Douglas E. Harris not only can talk about The History of Financial Futures, he was a part of its development.
In this video interview with John Lothian, Harris traces his beginnings in the industry back to 1975, when he began work as an associate for the then-small law firm Baer Marks & Upham and was assigned helping exchanges including Comex determine what rules it would need to file to the Commodity Futures Trading Commission, then in its infancy.
In 1979, Harris joined JP Morgan, which was just starting to trade futures and was deciding if it should create its own FCM. He said he was one of the group tasked with evaluating that decision; the group recommended that the bank create an FCM entity and become a clearing member — something they eventually achieved.
Harris later served as senior deputy comptroller for capital markets at the Office of the Comptroller of the Currency, from 1993 through 1996, but noted that when he was with JP Morgan there was considerable debate between the Federal Reserve and the OCC about the regulation of banks’ trading activities.
The two regulators took very different approaches, he said, and in the Fed’s view, banks were limited to trading futures that directly related to banks’ other functions, like interest rate futures. The OCC, on the other hand, looked at the trading activities themselves and was considered “more liberal,” allowing trading in energy and agricultural contracts. Over time, the Fed grew to back the OCC’s approach and began to look at trading activities.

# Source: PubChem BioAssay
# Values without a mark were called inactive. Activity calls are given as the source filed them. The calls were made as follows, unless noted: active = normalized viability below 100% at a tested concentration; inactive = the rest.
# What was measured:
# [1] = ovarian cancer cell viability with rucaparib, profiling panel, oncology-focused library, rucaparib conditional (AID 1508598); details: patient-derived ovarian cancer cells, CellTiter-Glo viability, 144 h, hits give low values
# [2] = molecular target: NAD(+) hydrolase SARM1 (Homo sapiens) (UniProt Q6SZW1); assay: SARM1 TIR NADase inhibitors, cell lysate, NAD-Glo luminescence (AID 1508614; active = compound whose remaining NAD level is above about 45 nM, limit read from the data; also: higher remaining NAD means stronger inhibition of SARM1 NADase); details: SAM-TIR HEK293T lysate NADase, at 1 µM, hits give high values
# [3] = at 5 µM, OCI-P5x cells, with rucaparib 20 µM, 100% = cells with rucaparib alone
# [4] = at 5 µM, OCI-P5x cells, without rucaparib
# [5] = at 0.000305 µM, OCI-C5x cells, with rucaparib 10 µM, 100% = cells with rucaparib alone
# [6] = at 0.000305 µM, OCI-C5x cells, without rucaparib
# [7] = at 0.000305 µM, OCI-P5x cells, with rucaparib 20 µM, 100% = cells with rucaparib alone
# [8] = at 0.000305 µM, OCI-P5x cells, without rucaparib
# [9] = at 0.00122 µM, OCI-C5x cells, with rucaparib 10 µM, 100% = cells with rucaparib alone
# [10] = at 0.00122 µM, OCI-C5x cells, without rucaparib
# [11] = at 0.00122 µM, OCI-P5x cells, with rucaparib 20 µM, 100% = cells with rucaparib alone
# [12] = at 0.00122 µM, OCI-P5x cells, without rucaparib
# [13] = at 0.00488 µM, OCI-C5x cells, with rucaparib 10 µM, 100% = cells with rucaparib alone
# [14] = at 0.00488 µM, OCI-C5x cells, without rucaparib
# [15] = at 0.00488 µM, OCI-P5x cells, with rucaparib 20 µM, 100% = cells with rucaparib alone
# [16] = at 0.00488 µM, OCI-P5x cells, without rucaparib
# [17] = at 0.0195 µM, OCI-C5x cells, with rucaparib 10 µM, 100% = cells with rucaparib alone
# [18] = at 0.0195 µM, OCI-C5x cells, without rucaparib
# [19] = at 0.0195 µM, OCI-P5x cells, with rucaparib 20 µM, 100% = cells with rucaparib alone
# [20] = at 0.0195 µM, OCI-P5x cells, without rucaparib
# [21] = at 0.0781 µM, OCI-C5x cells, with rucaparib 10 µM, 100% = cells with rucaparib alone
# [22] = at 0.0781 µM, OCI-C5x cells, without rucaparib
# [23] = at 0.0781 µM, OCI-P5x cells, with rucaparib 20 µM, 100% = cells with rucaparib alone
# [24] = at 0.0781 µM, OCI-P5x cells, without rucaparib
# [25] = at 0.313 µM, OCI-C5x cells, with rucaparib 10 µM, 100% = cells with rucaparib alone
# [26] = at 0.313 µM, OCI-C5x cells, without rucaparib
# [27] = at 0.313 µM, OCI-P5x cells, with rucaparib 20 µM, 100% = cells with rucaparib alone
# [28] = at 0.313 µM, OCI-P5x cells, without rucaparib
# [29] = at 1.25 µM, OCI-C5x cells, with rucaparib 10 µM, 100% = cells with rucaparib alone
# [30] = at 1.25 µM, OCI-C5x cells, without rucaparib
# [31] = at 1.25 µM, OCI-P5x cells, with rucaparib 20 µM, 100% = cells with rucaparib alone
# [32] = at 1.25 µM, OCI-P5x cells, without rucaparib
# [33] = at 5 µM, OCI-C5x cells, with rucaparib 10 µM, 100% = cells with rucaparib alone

When Harris joined the OCC, he had to adopt an even broader approach that took him overseas. Asked about the Barings Bank failure, which was related to an unauthorized trade made from its Singapore office in 1995, he said it was a “wake-up call” for regulators. While at the OCC, Harris was dispatched to Singapore to persuade officials there to allow U.S. bank examiners — the OCC, Fed and FDIC — to look at U.S. bank activities and records in Singapore.
Harris took the role of chief operating officer and general counsel with BrokerTec in 2001. He said BrokerTec succeeded in what it set out to do, which was to lower fees for large trading firms to give them more flexibility and to push electronic trading forward. It was challenging, he said, because although senior management supported the initiative, traders were “minimally committed” at the time because of BrokerTech’s limited liquidity compared with open outcry.
Harris became a managing director of the Promontory Financial Group, a consultancy, before it was acquired by IBM. He’s now retired, but remains a board member of the NFA and was named to the FIA’s Hall of Fame in 2021.